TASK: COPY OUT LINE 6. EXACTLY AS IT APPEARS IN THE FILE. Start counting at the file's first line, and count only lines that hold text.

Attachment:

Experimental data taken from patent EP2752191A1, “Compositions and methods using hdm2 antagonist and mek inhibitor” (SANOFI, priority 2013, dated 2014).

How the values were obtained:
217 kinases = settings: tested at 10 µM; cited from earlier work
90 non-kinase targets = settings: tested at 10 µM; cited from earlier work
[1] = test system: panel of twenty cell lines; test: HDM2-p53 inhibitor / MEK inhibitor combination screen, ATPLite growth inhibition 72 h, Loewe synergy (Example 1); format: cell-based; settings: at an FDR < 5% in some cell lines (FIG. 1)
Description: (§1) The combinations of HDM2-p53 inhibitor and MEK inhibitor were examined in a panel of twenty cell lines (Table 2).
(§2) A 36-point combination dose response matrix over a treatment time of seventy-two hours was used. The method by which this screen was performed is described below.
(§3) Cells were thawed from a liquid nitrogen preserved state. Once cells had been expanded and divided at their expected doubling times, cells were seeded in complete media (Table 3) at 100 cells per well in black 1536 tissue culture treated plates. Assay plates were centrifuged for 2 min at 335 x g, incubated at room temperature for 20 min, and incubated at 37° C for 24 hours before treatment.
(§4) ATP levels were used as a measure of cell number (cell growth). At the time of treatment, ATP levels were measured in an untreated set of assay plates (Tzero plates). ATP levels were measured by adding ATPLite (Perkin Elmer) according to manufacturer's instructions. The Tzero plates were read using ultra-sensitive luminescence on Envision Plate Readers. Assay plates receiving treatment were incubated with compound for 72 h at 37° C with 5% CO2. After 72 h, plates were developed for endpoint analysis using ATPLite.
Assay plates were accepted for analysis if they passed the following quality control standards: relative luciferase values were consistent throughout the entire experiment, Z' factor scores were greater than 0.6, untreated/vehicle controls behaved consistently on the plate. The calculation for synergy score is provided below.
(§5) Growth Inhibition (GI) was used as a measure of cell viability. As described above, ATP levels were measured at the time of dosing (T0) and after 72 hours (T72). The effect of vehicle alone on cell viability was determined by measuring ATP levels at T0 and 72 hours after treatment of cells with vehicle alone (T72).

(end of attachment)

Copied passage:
Description: (§1) The combinations of HDM2-p53 inhibitor and MEK inhibitor were examined in a panel of twenty cell lines (Table 2).